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New Ulm’s Narren get serious — yeah, right!

February 15, 2009
By Ron Larsen — Staff Writer

By Ron Larsen - Staff Writer

NEW ULM - When it comes to claiming bragging rights among communities, New Ulm holds the trump card. Few communities have zany, wooden-masked characters like our Narren.

In fact, they've been hanging around for 20 years now, making people laugh, and sometimes making little kids cry. If you don't believe that, ask Susan Fix who is one of the masked Narren in the New Ulm clan which has 34 members.

Article Photos

The Narren teach their dances and share the stories about each characters background with local students every year. These photos were taken at this year visit to Jefferson Elementary School.

Being a Narren (which translates as a bunch of fools) can be a test of faith because as Fix notes, they really don't know how people, particularly children, will react to these masks, and it's a test of endurance as the masks aren't light.

And, it's a test of faith because it's a task to see where they are going because the masks only have a small port below each eye for the wearer to look through. Also, if you're the least bit claustrophobic, you may be in for some trouble with your head in what amounts to a wooden box.

As the local group started with two carved wooden masked revelers in 1989, our Narren are claiming they were the first wooden-masked group in the United States, and our Narren are members of GAMGA, the German-American Mardi Gras Association which predates the formation of a Narren group in New Ulm by two years.

"The Narren of New Ulm seek to provide and to support entertainment at festivals and events, ensuring a good time for people of all ages!!" their mission statement reads.

"In other words, we like to mingle, dance, and interact with people. We have fun with people and help them have fun as well. Our group has been to many places in Minnesota, Alabama, Missouri, Nebraska, and Texas, as well as Germany," it continues.

The inspiration for forming the New Ulm unit came from Rita Waibel, who along with Evonna Domeier (who has since died) attended a GAMGA meeting in Las Vegas and purchased the first two masks.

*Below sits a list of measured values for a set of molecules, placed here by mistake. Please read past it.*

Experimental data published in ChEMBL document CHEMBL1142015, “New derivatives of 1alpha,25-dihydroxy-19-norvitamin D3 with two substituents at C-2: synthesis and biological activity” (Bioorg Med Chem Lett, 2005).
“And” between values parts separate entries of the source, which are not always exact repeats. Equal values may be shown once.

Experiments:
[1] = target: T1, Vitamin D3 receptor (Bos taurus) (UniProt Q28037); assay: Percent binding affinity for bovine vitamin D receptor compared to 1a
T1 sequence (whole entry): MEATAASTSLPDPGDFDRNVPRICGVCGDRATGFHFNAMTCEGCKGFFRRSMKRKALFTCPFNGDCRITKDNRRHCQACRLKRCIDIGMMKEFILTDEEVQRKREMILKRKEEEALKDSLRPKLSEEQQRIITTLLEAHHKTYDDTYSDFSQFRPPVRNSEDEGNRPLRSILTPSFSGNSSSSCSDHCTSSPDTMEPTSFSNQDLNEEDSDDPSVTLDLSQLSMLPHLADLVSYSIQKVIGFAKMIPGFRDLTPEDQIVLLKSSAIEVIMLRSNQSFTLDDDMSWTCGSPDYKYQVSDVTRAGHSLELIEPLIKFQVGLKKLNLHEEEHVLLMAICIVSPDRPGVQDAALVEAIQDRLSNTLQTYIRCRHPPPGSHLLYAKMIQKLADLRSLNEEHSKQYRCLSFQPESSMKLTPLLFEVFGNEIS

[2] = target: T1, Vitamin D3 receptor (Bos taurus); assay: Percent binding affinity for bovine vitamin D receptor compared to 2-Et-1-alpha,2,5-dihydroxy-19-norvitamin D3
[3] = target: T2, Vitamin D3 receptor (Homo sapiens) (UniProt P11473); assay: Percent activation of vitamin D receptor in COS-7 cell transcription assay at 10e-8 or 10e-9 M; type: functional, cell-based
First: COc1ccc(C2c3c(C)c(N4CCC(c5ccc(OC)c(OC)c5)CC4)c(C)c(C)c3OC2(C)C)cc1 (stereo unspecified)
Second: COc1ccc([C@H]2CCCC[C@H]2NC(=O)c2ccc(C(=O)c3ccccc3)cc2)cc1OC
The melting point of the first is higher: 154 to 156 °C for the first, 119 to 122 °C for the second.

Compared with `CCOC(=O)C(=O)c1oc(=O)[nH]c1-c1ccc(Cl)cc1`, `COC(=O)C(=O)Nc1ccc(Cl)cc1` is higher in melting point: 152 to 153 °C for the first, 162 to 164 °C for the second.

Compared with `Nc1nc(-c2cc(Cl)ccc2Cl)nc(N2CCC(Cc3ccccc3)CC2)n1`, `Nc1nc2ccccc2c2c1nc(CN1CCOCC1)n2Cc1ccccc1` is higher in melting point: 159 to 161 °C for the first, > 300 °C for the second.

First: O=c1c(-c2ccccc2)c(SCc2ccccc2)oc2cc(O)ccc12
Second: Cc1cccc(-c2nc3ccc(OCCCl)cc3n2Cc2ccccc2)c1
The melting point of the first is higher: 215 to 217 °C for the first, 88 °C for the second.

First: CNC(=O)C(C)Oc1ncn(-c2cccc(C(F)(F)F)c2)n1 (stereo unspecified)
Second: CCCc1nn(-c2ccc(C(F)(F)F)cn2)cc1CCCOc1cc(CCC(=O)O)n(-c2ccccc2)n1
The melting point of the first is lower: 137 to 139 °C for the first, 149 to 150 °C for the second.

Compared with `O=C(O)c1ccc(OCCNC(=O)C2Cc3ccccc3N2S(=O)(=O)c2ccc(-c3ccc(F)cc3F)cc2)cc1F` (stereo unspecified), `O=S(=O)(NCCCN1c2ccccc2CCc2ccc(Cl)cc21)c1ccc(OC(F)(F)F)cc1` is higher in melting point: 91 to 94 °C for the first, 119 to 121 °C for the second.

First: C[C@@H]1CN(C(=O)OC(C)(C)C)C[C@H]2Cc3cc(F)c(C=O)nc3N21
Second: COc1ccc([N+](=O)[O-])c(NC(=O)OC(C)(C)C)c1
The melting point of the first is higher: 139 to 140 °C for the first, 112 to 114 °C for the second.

The two masks, whose character names were Hattie and Gretchen, were the first Narren characters to appear at Heritagefest. Two more "men" masks (Otto and Gunter), both carved in Germany, were added to the local Narren's inventory the following year.

From that small start, the group has grown and prospered.

"We bought masks, and some members bought their own masks," Waibel recalled. "They're not cheap, that's for sure," Waibel said, while not naming a figure.

"The two masks, whose character names were Hattie and Gretchen, were the first Narren characters to appear at Heritagefest," their history reads.

While you might suspect a trip to Germany is necessary to obtain a mask, some of them were carved here in New Ulm, one was carved in Milwaukee, and the rest were carved in Germany.

And, the characters represented by the masks have a local tie, too, they say.

"We have Rosa, the baker; Tillie, the feather lady; Pinella, the flower lady who lives to share her flowers with friends, and Schatzie, the shy bookkeeper. After a long day of festing, the Narren sometimes gather at the local establishment owned by Anna where entertainment is usually provided by Sepp, the unmusical musician. These characters and others make up the Narren of New Ulm. They are a composite of everyday people who give color and life to communities everywhere," their document notes.

So, come Friday, our own, home-grown Narren will be intent upon kidnapping the city's mayor, Joel Albrecht, and taking him to jail. In a way, it's like the arousing of the weather-predicting groundhog in Pennsylvania.

The Narren will gather in front of the door to the mayor's office to call upon the mayor to come out under his own power. If he doesn't come out, the Narren go in to "capture" him but not before "dressing" him properly for Fasching which includes a Fasching tie, Fasching boutonniere, as well as a Fasching flower for his hat.

Then, the mayor will be tied up with cloth rope and taken into the rotunda in City Hall, whereupon a Fasching proclamation will be read, stating that "since it is the season of Fasching and as is tradition in Germany, the narrische Zeit (foolish time), it is deemed by the power of the Heritagefest Narren (fools) that the Narren are taking over the City of New Ulm and declaring the remainder of the weekend as a holiday for all with fun, festing, drinking and merrymaking,"

Then, the mayor, "bound" in cloth rope, is led by the Narren east on First Street to the intersection with Minnesota Street.

At that corner, the Narren and mayor will head south to visit the "many fine establishments on Minnesota Street. Since the Narren proclaimed it a holiday, the German festival of Fasching comes alive in the City of New Ulm for all to celebrate," the history proclaims.



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